When I got to Silver Sands, the grassy dune by the side of the boardwalk had hundreds, if not thousands, of dragonflies hovering above it. I have never seen so many, like tiny silent helicopters.

Thursday, August 26, 2010

The last days of summer

Snowy Egret, John J. Audubon
The last days of summer are too precious to waste. As the sun sets, I am drawn to the beach. There are not many birds to speak of, but the white sails of the yachts glow pink in the dying light, and there is a breeze on my skin that is warm but holds the promise of autumn. A Golden Retriever puppy jumps up and licks the end of my binoculars. Now I really will have to clean them like I always say I'm going to. The shorebirds know to make the most not only of the last days of summer but the final minutes of every summer's day. At the water's edge they are trying for one last fish, one last mollusc. Gulls fly high to drop shells on the rocks, over and over until they crack open just enough to allow bills in to winkle out their salty treasure. A young Snowy Egret--its legs and bill still pale--does its dance, wiggling its foot in the sand to stir up . . . yes, a little fish, which it swallows down in a snap. If time could pause at this perfect moment, I would not complain.

Thursday, August 12, 2010

Raptor beauty

Raptors have an other-worldly quality: Finely tuned hunting machines, they have skills that are so foreign to me as a human. I saw the White-tailed Kite just as we pulled up at Stratford Point late one day this week. It was flying right above us, and as I jumped out of the car, it began hovering high over the tall grass. To me, it was a beautiful display of raptor skill. To an unsuspecting vole, it was a Very Bad Thing Indeed. The bird scooped its wings back and forth oh so quickly through the air, staring at the ground, then swoop, it plummeted down like an arrow . . . and shot back into the air, a limp vole clutched in its talons.

It looked like a precision tracking and killing machine for whom this was no effort at all. When I looked at its ghostly charcoal-rimmed eyes through my binoculars after it ate the rodent in the top of a tree, I could impart all kinds of perceptions, skills, talents to that bird. But these were just human fantasies that say more about the qualities I wish I had: It turned out that other people had been watching the bird hunting unsuccessfully for hours, lucklessly scouring the fields for prey. We just happened to arrive at its moment of glory. To the kite, catching a vole was no spectacular aerobatic feat, just an act of basic survival. It just looked so much more impressive than when I cruise the aisles of the supermarket.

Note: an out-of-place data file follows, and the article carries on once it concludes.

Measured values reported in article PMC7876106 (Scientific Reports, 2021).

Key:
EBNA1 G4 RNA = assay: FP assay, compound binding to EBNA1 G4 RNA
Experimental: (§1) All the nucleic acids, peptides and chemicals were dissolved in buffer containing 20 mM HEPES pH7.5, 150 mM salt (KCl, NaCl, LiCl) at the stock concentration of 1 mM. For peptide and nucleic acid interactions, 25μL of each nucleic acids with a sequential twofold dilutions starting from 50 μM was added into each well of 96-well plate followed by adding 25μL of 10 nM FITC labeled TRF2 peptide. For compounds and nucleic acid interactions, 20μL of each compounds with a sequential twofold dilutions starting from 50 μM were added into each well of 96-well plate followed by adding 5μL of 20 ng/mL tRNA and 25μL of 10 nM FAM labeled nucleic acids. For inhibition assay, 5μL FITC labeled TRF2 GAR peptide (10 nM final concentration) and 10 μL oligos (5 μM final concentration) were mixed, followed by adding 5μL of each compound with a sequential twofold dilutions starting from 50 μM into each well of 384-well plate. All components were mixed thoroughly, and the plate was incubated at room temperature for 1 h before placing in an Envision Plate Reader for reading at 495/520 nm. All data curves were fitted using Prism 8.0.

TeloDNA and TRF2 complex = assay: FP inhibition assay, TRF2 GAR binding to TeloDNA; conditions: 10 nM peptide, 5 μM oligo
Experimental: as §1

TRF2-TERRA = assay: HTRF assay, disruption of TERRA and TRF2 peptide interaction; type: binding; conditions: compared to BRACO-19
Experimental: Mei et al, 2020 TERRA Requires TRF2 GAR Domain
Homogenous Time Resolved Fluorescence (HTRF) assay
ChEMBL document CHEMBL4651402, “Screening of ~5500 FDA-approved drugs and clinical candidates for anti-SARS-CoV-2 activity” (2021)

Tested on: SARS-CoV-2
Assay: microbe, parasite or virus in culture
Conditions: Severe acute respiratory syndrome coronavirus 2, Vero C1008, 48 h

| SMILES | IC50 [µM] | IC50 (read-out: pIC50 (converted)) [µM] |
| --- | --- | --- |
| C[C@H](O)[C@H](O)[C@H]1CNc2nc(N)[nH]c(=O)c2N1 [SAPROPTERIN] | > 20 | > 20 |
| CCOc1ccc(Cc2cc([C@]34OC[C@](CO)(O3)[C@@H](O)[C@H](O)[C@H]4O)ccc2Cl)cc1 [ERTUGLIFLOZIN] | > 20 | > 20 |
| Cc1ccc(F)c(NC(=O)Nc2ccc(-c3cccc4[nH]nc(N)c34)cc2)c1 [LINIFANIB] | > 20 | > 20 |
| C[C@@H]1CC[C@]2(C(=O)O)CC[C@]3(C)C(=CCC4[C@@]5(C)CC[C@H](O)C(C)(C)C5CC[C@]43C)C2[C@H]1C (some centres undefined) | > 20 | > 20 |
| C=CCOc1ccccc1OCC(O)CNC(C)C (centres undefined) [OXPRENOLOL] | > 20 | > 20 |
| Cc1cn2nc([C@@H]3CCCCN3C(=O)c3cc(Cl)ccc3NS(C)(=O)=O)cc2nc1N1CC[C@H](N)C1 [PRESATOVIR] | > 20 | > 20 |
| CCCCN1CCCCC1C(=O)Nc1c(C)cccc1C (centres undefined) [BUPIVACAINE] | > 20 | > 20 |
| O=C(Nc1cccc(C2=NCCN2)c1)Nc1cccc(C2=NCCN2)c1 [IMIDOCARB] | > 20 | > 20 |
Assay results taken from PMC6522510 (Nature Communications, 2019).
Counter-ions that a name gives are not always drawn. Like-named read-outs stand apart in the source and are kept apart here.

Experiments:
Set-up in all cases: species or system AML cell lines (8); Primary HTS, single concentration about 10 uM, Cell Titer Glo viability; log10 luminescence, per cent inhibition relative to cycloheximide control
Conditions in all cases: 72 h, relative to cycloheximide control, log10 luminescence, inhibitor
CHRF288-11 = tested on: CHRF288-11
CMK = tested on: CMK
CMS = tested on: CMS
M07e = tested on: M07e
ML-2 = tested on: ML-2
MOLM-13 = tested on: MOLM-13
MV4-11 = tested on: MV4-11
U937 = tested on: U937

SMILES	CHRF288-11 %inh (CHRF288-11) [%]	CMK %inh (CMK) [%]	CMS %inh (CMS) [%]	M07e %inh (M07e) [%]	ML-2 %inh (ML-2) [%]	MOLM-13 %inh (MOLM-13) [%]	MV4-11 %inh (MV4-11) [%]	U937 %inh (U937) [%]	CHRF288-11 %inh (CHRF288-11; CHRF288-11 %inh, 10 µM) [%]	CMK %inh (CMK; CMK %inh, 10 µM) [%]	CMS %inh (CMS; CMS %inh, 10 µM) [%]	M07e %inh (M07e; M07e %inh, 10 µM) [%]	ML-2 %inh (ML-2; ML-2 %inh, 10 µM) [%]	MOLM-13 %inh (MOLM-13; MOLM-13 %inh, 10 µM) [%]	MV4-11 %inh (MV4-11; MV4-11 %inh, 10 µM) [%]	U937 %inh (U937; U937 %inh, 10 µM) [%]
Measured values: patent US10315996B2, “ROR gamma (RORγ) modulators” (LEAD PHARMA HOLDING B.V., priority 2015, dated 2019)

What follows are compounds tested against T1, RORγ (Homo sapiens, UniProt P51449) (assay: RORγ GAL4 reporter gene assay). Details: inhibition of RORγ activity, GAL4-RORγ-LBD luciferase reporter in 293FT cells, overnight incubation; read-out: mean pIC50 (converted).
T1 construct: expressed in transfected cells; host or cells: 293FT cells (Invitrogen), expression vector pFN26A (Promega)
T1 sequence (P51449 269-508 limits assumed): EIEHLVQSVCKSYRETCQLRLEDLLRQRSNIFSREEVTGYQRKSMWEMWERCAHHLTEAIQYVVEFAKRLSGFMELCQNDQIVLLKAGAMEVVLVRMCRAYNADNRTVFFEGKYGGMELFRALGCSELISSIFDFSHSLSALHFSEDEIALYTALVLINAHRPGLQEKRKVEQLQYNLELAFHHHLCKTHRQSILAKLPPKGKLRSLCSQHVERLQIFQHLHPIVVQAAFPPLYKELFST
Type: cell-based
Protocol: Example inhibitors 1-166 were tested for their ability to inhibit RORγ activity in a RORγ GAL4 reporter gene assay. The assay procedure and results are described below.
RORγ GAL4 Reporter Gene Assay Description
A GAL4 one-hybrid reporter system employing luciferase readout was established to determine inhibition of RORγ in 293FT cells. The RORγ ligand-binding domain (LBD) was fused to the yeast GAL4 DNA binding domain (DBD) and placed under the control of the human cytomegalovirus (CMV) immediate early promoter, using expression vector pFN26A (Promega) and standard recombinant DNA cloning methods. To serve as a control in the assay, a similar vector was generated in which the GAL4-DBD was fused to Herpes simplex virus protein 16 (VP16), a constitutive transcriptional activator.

Incredible photos thanks to Frank Gallo.

Tuesday, August 3, 2010

New life, and death ... and White-tailed Kite pictures

It always seems to happen, and yet it always seems to surprise me, that when I fail to see what I set out to see, I experience something wonderful. 

The White-tailed Kite that surprised everyone by suddenly showing up in coastal Connecticut, at least a thousand miles from its home, has been hanging around now for a couple of days. I want to see its wings slicing through the air again, see it hovering looking for prey, so this evening I went down to Milford Point, where it had spent much of the day. By the time I got there, the tide had risen and the bird had flown from the sandbar where it had previously been sitting eating some small creature.

There was no rare bird, but there was the sky. There was green grass growing in the salt water. Terns, plovers, American Oystercatchers.

I walked by the water's edge, and came upon a black blob. Just a starling, I thought. But hang on, there was something different. I put up my binoculars. It was fuzzy -- oh, a chick on gawkily long legs. I sunk down on my knees on the sand, and this black fluffy chick came right up to me and walked by. I don't think it was even aware I was there.

It was a clapper rail, Frank tells me, who's glad to discover that they're breeding at Milford Point. It's not a rare bird, but there was something about being there on the sand, just me and this little chick, that was just as special as seeing that glorious White-tailed Kite.

Looking at this vulnerable chick exposed on the beach, life seemed more fragile and beautiful than ever. That seems -- I can't quite find the word . . . pathetic? -- now that I've just learned that today in a different Connecticut town nine people lost their lives in another workplace shooting. But this was before my stomach had sunk at that news. Then, I was simply relieved when that chick scuttled on those stilt legs up into the long grass, where it was hidden from view, though still cheeping cheeping cheeping.

More White-tailed Kite Pics
Because I, along with every birder in New England, am still quite obsessed with the White-tailed Kite, I am savoring some more pictures that Frank Gallo took...